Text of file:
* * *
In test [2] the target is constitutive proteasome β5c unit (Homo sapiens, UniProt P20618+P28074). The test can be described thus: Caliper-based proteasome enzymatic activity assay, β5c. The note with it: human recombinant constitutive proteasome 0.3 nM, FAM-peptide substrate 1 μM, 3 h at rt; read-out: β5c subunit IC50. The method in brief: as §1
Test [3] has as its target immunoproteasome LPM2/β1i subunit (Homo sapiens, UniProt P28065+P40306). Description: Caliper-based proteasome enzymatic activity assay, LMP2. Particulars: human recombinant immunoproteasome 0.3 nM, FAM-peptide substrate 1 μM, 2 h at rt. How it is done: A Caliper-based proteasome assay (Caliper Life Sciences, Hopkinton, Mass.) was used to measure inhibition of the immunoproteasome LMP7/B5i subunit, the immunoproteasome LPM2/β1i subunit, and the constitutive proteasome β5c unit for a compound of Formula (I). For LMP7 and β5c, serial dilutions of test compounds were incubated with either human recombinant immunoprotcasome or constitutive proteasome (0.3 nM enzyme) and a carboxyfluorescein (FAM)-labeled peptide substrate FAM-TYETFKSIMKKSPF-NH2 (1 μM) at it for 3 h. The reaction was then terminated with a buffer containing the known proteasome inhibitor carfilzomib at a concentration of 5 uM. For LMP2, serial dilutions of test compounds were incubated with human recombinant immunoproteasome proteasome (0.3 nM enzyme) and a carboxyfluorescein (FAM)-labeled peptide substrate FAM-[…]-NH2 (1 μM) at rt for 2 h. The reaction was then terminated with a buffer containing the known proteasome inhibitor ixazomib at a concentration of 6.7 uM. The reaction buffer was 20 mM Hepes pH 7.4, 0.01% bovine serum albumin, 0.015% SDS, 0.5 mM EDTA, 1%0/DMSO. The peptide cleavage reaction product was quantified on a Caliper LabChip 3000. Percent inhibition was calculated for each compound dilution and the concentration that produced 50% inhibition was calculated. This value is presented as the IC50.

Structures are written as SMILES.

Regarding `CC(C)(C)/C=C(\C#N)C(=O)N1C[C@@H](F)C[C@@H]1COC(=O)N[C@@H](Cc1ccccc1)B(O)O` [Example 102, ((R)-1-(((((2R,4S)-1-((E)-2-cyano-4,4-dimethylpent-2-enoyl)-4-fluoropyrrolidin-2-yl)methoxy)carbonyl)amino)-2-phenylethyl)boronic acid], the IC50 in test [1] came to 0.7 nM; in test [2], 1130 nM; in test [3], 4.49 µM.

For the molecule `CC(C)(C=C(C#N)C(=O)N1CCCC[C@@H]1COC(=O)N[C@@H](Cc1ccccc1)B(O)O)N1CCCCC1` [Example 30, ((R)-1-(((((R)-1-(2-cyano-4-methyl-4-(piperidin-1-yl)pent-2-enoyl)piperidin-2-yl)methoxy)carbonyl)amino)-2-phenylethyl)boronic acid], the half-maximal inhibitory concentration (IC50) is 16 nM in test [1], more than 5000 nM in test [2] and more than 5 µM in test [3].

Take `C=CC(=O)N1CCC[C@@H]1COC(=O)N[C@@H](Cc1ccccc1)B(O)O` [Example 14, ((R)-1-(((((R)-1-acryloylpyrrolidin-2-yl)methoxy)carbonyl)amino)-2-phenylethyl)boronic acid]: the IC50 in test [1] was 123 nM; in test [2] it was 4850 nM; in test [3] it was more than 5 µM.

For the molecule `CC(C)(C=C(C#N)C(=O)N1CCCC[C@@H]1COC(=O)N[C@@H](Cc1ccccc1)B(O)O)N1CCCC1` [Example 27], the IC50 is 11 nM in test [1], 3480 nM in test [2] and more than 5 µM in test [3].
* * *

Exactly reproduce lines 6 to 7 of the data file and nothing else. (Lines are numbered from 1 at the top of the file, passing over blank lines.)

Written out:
Take `C=CC(=O)N1CCC[C@@H]1COC(=O)N[C@@H](Cc1ccccc1)B(O)O` [Example 14, ((R)-1-(((((R)-1-acryloylpyrrolidin-2-yl)methoxy)carbonyl)amino)-2-phenylethyl)boronic acid]: the IC50 in test [1] was 123 nM; in test [2] it was 4850 nM; in test [3] it was more than 5 µM.

For the molecule `CC(C)(C=C(C#N)C(=O)N1CCCC[C@@H]1COC(=O)N[C@@H](Cc1ccccc1)B(O)O)N1CCCC1` [Example 27], the IC50 is 11 nM in test [1], 3480 nM in test [2] and more than 5 µM in test [3].